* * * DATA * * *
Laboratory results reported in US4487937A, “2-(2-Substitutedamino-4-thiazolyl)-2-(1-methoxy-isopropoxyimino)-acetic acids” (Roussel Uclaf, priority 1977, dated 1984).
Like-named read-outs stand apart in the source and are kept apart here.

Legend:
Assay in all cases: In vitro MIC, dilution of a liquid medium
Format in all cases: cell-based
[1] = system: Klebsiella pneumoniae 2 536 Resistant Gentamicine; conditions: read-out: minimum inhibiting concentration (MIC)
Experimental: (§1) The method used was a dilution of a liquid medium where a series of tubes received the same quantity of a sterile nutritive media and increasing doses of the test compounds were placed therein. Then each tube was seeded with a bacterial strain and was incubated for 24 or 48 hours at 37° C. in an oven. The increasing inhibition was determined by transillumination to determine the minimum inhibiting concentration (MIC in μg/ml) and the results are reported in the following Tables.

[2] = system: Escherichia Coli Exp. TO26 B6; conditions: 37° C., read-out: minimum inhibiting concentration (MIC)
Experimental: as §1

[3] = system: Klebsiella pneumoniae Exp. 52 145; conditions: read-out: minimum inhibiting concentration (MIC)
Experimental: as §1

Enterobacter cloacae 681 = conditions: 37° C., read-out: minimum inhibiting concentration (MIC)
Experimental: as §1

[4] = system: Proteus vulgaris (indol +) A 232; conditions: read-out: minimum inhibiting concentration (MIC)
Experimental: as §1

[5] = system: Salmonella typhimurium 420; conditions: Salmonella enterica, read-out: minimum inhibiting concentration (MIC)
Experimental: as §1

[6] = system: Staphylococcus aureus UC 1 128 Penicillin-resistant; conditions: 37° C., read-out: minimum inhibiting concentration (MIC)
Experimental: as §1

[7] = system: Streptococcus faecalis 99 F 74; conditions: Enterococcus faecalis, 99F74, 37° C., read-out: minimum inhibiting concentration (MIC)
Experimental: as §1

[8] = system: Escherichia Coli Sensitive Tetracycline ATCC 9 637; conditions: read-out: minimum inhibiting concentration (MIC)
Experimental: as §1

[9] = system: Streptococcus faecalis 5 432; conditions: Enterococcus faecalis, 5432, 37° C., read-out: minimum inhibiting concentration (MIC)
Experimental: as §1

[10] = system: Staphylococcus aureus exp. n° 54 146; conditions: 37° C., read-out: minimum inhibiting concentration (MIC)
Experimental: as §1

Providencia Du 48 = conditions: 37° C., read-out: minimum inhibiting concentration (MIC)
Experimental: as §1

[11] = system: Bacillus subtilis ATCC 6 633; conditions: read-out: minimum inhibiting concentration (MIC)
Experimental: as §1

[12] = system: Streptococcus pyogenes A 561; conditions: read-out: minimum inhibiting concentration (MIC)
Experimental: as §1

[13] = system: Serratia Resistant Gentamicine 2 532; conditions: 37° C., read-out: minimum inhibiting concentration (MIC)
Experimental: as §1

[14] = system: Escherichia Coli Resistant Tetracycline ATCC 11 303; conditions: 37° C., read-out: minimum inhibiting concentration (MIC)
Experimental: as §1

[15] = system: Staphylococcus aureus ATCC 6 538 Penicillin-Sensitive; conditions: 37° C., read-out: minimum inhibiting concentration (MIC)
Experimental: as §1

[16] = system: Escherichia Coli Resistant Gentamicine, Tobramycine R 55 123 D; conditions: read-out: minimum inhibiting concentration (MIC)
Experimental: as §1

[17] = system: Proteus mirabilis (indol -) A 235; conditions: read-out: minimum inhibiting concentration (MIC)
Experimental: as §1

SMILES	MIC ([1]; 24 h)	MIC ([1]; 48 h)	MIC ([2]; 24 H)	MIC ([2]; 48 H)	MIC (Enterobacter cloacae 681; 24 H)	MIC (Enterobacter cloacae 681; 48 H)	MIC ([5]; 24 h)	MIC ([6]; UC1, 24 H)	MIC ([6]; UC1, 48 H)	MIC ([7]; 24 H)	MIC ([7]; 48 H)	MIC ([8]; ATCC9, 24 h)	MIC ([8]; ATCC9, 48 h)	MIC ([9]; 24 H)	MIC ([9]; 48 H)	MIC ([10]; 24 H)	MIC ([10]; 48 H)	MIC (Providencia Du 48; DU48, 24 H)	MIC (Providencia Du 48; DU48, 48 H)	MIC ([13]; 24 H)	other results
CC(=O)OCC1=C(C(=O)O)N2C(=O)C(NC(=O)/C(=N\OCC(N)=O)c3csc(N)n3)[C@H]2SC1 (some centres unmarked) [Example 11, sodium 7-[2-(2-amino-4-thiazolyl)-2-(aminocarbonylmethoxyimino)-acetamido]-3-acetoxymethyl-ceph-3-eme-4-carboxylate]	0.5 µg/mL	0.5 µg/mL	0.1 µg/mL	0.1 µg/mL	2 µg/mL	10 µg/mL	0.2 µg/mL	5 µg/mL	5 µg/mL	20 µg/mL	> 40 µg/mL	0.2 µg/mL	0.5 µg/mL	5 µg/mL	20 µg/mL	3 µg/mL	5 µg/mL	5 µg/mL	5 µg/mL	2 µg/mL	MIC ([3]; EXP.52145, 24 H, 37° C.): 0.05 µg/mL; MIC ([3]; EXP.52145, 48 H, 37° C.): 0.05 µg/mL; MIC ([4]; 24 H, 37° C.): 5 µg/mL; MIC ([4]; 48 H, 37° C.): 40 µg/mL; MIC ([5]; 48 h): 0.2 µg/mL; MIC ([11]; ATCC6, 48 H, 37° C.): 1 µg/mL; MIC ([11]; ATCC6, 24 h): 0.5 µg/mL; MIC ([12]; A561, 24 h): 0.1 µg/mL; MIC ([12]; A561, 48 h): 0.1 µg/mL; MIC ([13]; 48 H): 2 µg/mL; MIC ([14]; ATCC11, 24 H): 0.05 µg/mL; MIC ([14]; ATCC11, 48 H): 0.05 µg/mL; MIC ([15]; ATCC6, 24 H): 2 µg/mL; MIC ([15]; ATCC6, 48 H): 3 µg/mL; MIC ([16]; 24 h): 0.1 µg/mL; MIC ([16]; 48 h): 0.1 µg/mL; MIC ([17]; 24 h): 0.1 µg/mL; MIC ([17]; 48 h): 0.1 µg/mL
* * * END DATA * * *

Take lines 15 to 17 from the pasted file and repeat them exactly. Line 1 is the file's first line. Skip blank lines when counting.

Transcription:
Experimental: as §1

[5] = system: Salmonella typhimurium 420; conditions: Salmonella enterica, read-out: minimum inhibiting concentration (MIC)
Experimental: as §1